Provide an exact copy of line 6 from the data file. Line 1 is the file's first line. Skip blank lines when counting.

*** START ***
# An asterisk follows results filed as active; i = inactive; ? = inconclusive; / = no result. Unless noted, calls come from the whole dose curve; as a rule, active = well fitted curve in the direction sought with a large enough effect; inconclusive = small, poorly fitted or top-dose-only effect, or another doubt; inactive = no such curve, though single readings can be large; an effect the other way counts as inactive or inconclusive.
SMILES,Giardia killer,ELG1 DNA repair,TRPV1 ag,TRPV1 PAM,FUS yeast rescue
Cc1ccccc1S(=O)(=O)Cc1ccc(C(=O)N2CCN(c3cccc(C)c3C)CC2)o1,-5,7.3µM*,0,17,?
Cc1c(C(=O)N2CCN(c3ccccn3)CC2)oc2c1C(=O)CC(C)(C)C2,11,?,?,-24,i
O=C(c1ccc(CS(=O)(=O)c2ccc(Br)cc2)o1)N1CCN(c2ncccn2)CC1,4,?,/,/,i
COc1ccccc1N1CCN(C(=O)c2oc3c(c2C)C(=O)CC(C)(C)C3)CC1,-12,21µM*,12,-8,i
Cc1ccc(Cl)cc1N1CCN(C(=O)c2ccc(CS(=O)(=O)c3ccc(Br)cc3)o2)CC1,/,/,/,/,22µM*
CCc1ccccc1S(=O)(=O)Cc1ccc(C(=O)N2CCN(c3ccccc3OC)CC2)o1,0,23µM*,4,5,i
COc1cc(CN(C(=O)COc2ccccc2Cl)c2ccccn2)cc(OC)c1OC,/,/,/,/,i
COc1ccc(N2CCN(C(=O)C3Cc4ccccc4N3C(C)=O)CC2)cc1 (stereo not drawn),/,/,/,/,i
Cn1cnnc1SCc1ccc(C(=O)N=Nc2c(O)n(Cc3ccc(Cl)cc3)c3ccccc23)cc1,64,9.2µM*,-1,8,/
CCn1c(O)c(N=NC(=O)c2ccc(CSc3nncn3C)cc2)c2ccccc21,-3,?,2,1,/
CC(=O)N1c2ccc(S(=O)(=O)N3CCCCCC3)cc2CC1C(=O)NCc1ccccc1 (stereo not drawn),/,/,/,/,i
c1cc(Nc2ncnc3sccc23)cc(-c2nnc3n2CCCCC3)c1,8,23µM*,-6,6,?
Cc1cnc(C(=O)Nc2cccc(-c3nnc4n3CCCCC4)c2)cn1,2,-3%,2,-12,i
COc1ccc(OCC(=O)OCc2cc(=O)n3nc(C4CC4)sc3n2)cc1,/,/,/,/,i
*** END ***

COc1ccccc1N1CCN(C(=O)c2oc3c(c2C)C(=O)CC(C)(C)C3)CC1,-12,21µM*,12,-8,i